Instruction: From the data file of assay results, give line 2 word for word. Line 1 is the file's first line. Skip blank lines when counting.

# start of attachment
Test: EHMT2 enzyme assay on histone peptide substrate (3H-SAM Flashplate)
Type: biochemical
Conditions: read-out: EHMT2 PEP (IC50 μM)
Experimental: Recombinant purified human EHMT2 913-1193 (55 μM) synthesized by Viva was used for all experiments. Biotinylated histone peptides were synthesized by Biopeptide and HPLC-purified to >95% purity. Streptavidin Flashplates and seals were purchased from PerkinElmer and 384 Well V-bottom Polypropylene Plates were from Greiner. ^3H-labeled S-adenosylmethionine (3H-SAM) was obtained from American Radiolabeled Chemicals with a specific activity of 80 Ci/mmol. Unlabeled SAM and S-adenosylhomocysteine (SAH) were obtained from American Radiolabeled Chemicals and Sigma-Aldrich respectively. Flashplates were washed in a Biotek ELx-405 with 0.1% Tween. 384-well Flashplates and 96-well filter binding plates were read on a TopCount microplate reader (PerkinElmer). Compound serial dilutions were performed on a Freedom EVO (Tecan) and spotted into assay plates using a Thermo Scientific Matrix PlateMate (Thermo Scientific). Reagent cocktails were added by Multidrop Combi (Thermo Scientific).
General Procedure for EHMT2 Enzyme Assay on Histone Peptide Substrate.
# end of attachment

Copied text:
Type: biochemical